Nitric oxide modulates osteoblastic differentiation with heme oxygenase-1 via the mitogen activated protein kinase and nuclear factor-kappaB pathways in human periodontal ligament cells.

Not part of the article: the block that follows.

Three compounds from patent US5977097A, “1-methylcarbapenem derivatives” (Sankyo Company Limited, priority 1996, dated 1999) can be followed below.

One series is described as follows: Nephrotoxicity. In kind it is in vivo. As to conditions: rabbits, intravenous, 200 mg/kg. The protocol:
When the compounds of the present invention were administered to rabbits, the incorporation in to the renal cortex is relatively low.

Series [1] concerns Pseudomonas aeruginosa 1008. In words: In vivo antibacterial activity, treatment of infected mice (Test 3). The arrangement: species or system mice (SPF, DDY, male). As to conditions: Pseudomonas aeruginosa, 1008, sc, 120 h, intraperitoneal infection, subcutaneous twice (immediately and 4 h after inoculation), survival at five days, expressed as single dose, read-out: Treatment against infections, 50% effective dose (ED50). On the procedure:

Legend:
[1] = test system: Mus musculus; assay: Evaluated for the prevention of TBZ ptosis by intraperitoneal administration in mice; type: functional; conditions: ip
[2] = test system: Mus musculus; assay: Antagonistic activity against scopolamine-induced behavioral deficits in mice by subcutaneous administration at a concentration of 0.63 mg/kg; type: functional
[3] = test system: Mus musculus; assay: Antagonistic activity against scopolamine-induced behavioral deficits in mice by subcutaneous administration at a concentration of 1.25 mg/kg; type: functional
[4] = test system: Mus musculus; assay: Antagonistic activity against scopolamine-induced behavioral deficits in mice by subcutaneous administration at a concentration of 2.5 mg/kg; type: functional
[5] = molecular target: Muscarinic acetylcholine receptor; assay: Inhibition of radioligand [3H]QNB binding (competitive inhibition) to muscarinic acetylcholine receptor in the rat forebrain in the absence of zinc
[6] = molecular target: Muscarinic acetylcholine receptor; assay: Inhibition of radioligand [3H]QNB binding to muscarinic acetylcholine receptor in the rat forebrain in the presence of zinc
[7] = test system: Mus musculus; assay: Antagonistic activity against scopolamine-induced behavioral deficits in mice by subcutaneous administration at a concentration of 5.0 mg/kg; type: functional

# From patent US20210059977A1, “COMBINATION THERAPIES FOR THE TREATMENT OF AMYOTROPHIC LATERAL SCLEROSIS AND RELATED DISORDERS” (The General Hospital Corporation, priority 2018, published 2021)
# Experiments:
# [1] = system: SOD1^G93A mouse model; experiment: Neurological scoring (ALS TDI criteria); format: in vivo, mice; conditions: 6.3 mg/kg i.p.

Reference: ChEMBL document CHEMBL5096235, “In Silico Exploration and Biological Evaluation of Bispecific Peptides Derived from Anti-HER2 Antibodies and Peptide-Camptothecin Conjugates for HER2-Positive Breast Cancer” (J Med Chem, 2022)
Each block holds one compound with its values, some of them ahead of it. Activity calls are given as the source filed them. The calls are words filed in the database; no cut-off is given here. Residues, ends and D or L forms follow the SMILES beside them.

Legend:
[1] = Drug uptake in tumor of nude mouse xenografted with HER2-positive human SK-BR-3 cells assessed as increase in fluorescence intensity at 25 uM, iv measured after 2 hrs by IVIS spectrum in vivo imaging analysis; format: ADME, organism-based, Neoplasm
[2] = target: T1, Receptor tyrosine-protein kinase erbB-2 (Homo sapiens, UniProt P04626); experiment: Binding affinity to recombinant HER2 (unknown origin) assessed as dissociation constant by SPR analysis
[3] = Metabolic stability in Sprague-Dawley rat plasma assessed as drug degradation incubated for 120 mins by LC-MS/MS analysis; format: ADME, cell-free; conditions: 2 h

ABSTRACT Nitric oxide (NO) and heme oxygenase-1 (HO-1) play important roles in the regulation of stem cell proliferation and differentiation. However, it has not been examined whether human periodontal ligament (PDL) cells can differentiate into osteoblast-like cells by NO activity mediated via HO-1. The objective of this study was to determine the effect of NO on proliferation and differentiation in human PDL cells, and to identify the underlying mechanism of its actions. Primary human PDL cells were cultured with NO donor sodium nitroprusside (SNP); cell proliferation and differentiation were measured. NO production, cell viability and cell proliferation were evaluated using the Griess reagent, MTT assay and BrdU incorporation, respectively. To analyze differentiation, we measured alkaline phosphatase (ALP) activity, osteocalcin (OC), osteonectin (ON) expression, and bone sialoprotein (BSP) by Western blotting. SNP-induced NO production is associated with inducible nitric oxide synthase induction in a time and dose-dependent manner. SNP resulted in decreased cell proliferation and increased expression of osteogenic differentiation markers such as ALP, OC, ON and BSP. Maximal HO-1 was reached with 0.05 mM SNP and gradually decreased with 1.0 mM. Treatment with an HO-1 inhibitor and selective inhibitors of extracellular regulated kinase 1/2 and nuclear factor-kappaB blocked the SNP-induced growth inhibition, as well as osteoblastic differentiation. These data suggest that NO-induced osteogenic differentiation through HO-1 may be an important mediator of periodontal regeneration or bone tissue engineering.